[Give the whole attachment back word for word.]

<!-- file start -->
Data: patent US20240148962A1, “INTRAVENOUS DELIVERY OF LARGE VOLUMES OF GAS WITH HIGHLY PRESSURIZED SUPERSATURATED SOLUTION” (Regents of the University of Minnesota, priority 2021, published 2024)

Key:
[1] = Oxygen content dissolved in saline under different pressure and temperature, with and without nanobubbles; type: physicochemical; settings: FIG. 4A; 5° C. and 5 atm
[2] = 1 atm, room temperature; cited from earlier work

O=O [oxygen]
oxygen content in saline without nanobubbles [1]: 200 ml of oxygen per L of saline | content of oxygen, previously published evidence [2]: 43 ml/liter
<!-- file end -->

Data: patent US20240148962A1, “INTRAVENOUS DELIVERY OF LARGE VOLUMES OF GAS WITH HIGHLY PRESSURIZED SUPERSATURATED SOLUTION” (Regents of the University of Minnesota, priority 2021, published 2024)

Key:
[1] = Oxygen content dissolved in saline under different pressure and temperature, with and without nanobubbles; type: physicochemical; settings: FIG. 4A; 5° C. and 5 atm
[2] = 1 atm, room temperature; cited from earlier work

O=O [oxygen]
oxygen content in saline without nanobubbles [1]: 200 ml of oxygen per L of saline | content of oxygen, previously published evidence [2]: 43 ml/liter